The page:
Since the rise and wide adoption of multi-channel sale approaches e-commerce has boomed in the UK and across the globe. Online sales now account for 11.9% of global sales and are expected to reach 17.5% of total sales by 2021. Figures also vary depending on the country as in China 19% of all retail sales occurred via e-commerce since 2016.
The shift from retail stores to e-commerce has increased the levels of complexity for those in logistics. Many retailers are outsourcing their logistics operations to external service providers such as Third-Party Logistics companies who take charge of all aspects of the supply chain from fulfilment to delivery. While outsourcing logistics operations has proved to drive lower costs than in house logistics, putting a third-party in charge of one of the main business functions has a large impact on customer satisfaction. With competition rife this is something more important than ever; customers expect their shipments to arrive with unprecedented speed and to include free or low-cost shipping. This is creating challenges for those 63% of 3PL companies for whom the main concern is cutting transportation costs.
Due to fierce competition from major players such as Amazon retailers need to adapt and make every aspect of the supply chain leaner in order to provide free next, or even same day delivery. In 2015 60% of all online transactions included free shipping which is only increasing transportation costs especially in the critical ‘last mile’. This rising pinch on margins has meant that implementing profitable and efficient routing plans has gained significant importance, with missed deliveries often negating the cost of an entire transaction. 15% of consumers expect providers to re-schedule deliveries in the event they were not home and 29% expect items to be delivered wherever they are. It is estimated that every time a courier fails to deliver at first attempt, it costs the company £11.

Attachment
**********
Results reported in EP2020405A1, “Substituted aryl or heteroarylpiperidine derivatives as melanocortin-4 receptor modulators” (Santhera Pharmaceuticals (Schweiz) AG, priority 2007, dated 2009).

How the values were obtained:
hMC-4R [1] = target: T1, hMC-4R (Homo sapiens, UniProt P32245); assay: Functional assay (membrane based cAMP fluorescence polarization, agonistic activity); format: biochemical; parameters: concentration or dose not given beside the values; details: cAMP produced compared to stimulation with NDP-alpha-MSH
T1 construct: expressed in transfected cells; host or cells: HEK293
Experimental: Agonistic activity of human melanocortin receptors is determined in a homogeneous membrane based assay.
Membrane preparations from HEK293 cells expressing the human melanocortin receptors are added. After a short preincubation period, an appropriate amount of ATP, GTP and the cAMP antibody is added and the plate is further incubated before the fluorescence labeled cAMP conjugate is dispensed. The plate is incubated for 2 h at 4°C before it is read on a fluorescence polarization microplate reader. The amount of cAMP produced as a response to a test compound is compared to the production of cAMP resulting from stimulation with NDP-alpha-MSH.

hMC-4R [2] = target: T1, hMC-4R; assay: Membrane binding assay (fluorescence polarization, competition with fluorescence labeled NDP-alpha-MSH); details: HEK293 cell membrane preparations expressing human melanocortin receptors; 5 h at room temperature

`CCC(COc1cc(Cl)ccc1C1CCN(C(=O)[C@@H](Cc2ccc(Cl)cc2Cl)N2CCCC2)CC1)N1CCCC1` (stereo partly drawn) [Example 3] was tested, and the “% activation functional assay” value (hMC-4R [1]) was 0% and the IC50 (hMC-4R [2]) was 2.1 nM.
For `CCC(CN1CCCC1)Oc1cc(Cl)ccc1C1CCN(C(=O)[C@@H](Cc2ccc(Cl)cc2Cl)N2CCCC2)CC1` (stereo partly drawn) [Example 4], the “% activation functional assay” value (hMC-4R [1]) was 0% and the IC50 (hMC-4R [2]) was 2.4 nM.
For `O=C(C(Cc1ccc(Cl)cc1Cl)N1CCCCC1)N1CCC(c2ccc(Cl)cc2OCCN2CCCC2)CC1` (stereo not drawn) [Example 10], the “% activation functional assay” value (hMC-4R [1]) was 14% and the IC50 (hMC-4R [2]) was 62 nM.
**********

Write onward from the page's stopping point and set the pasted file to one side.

In traditional retail-store channels the supply chain costs accounted for 4 to 9% of sales while in e-commerce that figure moves to 15 to 18%. The importance of free and quick delivery options cannot be ignored however as 50% of shoppers surveyed in study admitted to have abandoned their shopping carts because the delivery options did not meet their needs.
Implementing IoT, big data, and fully integrated supply chain systems has the potential to combat increased customer expectations. The use of data-collecting tools can greatly improve the tracking of delivery progress and create route planning by identifying patterns in delivery times, traffic and weather patterns. With real time data on a specific shipment, rather than truck level, consumers can now be alerted when their shipment is, for example, an hour away leading to fewer missed deliveries. IoT can also solve issues such as lost shipments, lack of tracking ability or unpredictable delivery times which make delivery a challenge.
Internet of Things solutions such as ParceLive enable a new wave of network level visibility and decision making in a world of increased outsourcing and third-parties. The complexity of many systems, languages and carriers trying to share information often leads to supply chain failures- while ParceLive enables a globally uniformed and reliable data set on which to create workflows. With a growing perfect storm, of rising consumer expectations and shrinking supply chain margins the focus is now more than ever on creating a seamless delivery experience. But how to increase efficiency when the cause of inefficiency is unknown? With missed delivery costs being so high how can we go about tackling them if we don’t know the cause? ParceLive enables users to build up a complex and wide data set that provides invaluable supply chain information to users such as traffic patterns and hot spots for shipment breakages. In addition to wider network visibility each shipment now has the ability to become a customer service agent, responding to the consumer in real time on its location and state.
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